“You can give up or become a realist and navigate the world, to do the best to get to accomplish what you want.” Sahar Nejat
Leadership in Global Health: Impact on Women’s Health – March 8th 2021, Women’s Day
The students at the SIGHT Student Organizations Network hosted an event to celebrate International Women’s Day. The panel discussion, organized with the unvaluable support of Women in Global Health Sweden, revolved around the topic of female leadership in Global Health and its impact on the health and wellbeing of women and people around the world. More than 70 students and young professionals zoomed in and listened to Chadia Wannous, Mariam Claeson, and Flavia Bustreo, in their conversation about the intricacies and challenges of female leadership and how important it is that we keep working together towards a better, more fair and more equitable world for all.
“Women will open more space for women. We need more women in the digital space, more women in global health diplomacy, more women in leadership roles, and more women with actual voice and power at the table where decisions are made.” Flavia Bustreo
The Future of Global Health: A conversation between the leaders of today and the leaders of tomorrow – May 20th 2021
During the GHN we asked students a not-so-simple question: “What is the biggest challenge to global health in the coming decades?”. The replies we received were primarily centered around the climate crisis and rising inequalities. And six months later we decided to go back to these two challenges during a conversation with Mandeep Dhaliwal and Ilona Kickbusch. In a small session with approximately 20 students, we were able to dive deep into these issues and discuss our concerns as students. Mandeep and Ilona shared their experiences, presenting both the challenges and opportunities that lie ahead to make systemic change and create a healthier planet. During the discussion we touched on topics such as, how we should challenge governance structures, reconsider the financing of global health and increase intersectoral collaboration, provided us, students, with much to consider as we head off after our studies and join you in improving global health.
A few lessons we take with us…
As students we often want to contribute to Global Health and make a difference with our actions, but it is difficult to understand how to achieve this, and we often assume that having a good job or a big network is what we need to succeed. But what we and many other students learned this year is that critical thinking, holding tough discussions and asking many questions is our responsibility as students. To better prepare ourselves for our future in Global Health, we opted to hold events this year that allowed students to reconsider how we approach Global Health and how we should tackle today’s challenges. During the Global Health Night, we tackled issues of planetary health, specifically looking at the link between economics and health. During our Politics in Global Health series, we examined the varying roles politics plays in making decisions in Global Health, such as considering political and corporate determinants of health, and questioning how decisions are made. During our event for Women’s Day, we chose to take an approach of empowering women to work together for a better future for all, learning about how we can help support each other. And in our event, “the Future of Global Health”, we had an open discussion about how we see the challenges of inequalities and the climate crisis impacting our future and had the opportunity to ask tough questions to our speakers. Throughout all the events, we aimed to show different students that this is one world that we share and that our health and the health of the planet affects us all – making it more critical than ever to work together to make a change.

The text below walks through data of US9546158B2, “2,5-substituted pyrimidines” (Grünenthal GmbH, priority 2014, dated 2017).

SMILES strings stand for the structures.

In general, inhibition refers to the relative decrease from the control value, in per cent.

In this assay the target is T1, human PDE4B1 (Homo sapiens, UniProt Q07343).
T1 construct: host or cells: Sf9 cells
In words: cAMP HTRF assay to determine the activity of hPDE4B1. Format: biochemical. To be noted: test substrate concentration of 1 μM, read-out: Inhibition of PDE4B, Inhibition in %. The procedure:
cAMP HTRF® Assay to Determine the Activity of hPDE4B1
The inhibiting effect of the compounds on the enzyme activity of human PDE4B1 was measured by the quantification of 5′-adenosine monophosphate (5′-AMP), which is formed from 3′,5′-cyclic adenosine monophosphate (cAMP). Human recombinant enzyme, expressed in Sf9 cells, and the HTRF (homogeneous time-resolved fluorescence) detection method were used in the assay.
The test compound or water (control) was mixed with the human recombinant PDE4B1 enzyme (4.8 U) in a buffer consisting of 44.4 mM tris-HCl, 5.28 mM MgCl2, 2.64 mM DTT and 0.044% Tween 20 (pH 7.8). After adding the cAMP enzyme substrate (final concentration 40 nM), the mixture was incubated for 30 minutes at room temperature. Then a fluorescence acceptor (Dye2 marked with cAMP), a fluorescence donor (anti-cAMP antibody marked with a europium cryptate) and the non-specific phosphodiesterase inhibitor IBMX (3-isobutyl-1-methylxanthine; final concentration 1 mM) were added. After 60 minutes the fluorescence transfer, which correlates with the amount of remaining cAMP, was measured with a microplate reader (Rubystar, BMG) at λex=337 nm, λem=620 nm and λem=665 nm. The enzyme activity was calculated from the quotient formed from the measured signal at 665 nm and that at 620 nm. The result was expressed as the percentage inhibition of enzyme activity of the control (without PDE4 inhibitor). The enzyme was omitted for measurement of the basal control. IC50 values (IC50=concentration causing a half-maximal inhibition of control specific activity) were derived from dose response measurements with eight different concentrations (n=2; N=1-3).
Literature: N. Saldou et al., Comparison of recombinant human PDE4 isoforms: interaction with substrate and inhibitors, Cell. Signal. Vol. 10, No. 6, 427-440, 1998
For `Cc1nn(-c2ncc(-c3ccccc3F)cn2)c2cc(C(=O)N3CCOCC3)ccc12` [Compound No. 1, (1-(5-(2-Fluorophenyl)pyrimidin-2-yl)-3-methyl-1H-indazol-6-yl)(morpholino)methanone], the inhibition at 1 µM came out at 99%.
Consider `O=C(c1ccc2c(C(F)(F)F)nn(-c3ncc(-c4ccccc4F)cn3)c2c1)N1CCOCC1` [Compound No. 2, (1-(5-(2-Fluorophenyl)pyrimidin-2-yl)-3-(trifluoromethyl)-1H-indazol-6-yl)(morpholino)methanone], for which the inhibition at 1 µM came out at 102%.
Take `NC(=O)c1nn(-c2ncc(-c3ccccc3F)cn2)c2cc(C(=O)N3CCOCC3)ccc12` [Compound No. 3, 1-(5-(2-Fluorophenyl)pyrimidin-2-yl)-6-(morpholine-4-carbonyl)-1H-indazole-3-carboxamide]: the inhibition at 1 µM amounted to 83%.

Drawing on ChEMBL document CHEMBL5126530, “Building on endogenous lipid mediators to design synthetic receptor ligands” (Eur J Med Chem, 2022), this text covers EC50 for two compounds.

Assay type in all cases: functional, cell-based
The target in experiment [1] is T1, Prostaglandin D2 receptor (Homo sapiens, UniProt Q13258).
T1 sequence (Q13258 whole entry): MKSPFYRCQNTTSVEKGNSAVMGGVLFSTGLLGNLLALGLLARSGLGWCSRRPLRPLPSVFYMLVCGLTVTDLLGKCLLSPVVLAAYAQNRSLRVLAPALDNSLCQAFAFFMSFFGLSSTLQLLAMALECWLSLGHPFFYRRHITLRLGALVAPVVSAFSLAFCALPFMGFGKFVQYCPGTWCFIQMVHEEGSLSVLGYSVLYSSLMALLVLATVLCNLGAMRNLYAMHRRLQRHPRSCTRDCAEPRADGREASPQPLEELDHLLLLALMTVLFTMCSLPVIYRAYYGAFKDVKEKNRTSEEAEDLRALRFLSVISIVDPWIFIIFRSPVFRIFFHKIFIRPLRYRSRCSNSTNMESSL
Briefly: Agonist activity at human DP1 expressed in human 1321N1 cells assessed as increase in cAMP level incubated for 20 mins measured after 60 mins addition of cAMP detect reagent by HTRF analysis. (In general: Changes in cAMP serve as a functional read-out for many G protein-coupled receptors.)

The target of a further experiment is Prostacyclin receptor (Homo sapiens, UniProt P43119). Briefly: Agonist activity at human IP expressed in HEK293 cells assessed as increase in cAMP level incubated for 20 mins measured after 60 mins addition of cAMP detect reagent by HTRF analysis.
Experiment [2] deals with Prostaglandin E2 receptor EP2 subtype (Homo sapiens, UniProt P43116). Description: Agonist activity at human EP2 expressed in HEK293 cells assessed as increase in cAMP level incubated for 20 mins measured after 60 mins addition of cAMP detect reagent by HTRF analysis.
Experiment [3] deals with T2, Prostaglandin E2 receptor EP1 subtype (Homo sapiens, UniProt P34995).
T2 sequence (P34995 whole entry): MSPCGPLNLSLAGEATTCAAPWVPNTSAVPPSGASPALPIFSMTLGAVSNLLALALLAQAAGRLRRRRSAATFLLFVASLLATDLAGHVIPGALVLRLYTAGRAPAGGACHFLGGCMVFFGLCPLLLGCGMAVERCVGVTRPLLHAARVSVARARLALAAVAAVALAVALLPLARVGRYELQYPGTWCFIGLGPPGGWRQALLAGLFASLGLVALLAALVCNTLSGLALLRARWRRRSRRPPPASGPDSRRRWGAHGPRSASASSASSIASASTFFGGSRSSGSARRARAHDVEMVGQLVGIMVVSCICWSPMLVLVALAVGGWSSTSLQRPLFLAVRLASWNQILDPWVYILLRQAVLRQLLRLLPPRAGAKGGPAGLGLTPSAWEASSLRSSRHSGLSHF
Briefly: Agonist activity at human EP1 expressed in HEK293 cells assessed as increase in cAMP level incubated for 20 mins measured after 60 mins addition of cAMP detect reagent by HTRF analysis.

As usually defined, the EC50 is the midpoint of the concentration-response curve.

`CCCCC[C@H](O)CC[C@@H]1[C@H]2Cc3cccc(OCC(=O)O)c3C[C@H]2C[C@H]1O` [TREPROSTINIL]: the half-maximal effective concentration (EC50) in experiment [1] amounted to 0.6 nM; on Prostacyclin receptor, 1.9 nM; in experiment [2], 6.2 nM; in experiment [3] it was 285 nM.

In addition to learning about concepts surrounding Global Health, we learned many practical lessons about how to organize events, how to work effectively together as a team, both as two coordinators that can rely on each other, but also as a team together with the rest of the Student Organizations Network. Working together as a team of two was valuable for our growth, as we could bounce ideas off each other, support each other in decision making, and build on each other’s strengths and weaknesses. While collaborating with the Network, we learned to be more organized and efficient, learning how to engage more students and ensure that everyone felt part of the process and able to contribute in a meaningful way. Our positions allowed us to both grow as leaders and as team members, working on short deadlines and often with many other projects at the same time.
Finally, we learned that as students we often underestimate ourselves, that we can have a great impact on shaping Global Health and current leaders are more than ready to share with us their experiences.
“We’re a society which doesn’t exclusively deal with global health issues. Working with SIGHT pushed us to focus on where our work overlaps with global health. In doing so, we were able to broaden our own perspective and identify opportunities to collaborate.” Amy, representative of ISPOR-KI Student Chapter to SIGHT-SON
“The SIGHT Student Organizations Network has allowed me to meet with likeminded students. I have had the opportunity to learn about their organizations, while also representing my own. Through the network I have gained valuable insight into global health work, and I will start my career as a young global health professional enriched with new connections and knowledge” Emma, representative of Decolonising Global Health to SIGHT-SON